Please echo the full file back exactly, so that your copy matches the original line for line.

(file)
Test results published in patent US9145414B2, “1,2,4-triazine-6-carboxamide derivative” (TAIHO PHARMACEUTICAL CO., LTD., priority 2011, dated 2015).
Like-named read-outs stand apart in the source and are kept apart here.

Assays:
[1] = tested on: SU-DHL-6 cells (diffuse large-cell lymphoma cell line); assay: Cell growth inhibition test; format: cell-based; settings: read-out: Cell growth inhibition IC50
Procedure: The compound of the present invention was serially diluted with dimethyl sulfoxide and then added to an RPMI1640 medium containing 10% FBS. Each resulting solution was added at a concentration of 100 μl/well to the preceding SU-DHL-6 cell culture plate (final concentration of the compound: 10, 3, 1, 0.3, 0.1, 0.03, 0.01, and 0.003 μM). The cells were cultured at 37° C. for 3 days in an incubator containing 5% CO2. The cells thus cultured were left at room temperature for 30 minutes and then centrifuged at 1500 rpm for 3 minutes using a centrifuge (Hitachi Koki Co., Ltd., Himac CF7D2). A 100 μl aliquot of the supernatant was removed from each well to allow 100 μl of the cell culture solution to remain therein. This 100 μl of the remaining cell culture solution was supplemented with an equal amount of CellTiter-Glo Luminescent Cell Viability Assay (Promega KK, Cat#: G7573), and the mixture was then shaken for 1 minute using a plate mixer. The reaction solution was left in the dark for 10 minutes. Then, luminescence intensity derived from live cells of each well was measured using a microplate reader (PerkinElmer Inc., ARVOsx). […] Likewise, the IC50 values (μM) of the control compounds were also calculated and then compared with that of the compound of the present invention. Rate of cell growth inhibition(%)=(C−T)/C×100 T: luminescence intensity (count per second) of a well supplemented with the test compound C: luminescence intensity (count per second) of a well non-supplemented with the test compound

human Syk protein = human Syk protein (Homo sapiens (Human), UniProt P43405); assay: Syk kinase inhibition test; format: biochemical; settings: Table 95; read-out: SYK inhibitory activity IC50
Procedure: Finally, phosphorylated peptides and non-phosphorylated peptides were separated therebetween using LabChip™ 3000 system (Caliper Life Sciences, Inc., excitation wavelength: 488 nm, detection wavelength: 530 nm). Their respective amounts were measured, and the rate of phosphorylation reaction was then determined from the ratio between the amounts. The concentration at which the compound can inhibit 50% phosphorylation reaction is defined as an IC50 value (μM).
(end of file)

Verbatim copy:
Test results published in patent US9145414B2, “1,2,4-triazine-6-carboxamide derivative” (TAIHO PHARMACEUTICAL CO., LTD., priority 2011, dated 2015).
Like-named read-outs stand apart in the source and are kept apart here.

Assays:
[1] = tested on: SU-DHL-6 cells (diffuse large-cell lymphoma cell line); assay: Cell growth inhibition test; format: cell-based; settings: read-out: Cell growth inhibition IC50
Procedure: The compound of the present invention was serially diluted with dimethyl sulfoxide and then added to an RPMI1640 medium containing 10% FBS. Each resulting solution was added at a concentration of 100 μl/well to the preceding SU-DHL-6 cell culture plate (final concentration of the compound: 10, 3, 1, 0.3, 0.1, 0.03, 0.01, and 0.003 μM). The cells were cultured at 37° C. for 3 days in an incubator containing 5% CO2. The cells thus cultured were left at room temperature for 30 minutes and then centrifuged at 1500 rpm for 3 minutes using a centrifuge (Hitachi Koki Co., Ltd., Himac CF7D2). A 100 μl aliquot of the supernatant was removed from each well to allow 100 μl of the cell culture solution to remain therein. This 100 μl of the remaining cell culture solution was supplemented with an equal amount of CellTiter-Glo Luminescent Cell Viability Assay (Promega KK, Cat#: G7573), and the mixture was then shaken for 1 minute using a plate mixer. The reaction solution was left in the dark for 10 minutes. Then, luminescence intensity derived from live cells of each well was measured using a microplate reader (PerkinElmer Inc., ARVOsx). […] Likewise, the IC50 values (μM) of the control compounds were also calculated and then compared with that of the compound of the present invention. Rate of cell growth inhibition(%)=(C−T)/C×100 T: luminescence intensity (count per second) of a well supplemented with the test compound C: luminescence intensity (count per second) of a well non-supplemented with the test compound

human Syk protein = human Syk protein (Homo sapiens (Human), UniProt P43405); assay: Syk kinase inhibition test; format: biochemical; settings: Table 95; read-out: SYK inhibitory activity IC50
Procedure: Finally, phosphorylated peptides and non-phosphorylated peptides were separated therebetween using LabChip™ 3000 system (Caliper Life Sciences, Inc., excitation wavelength: 488 nm, detection wavelength: 530 nm). Their respective amounts were measured, and the rate of phosphorylation reaction was then determined from the ratio between the amounts. The concentration at which the compound can inhibit 50% phosphorylation reaction is defined as an IC50 value (μM).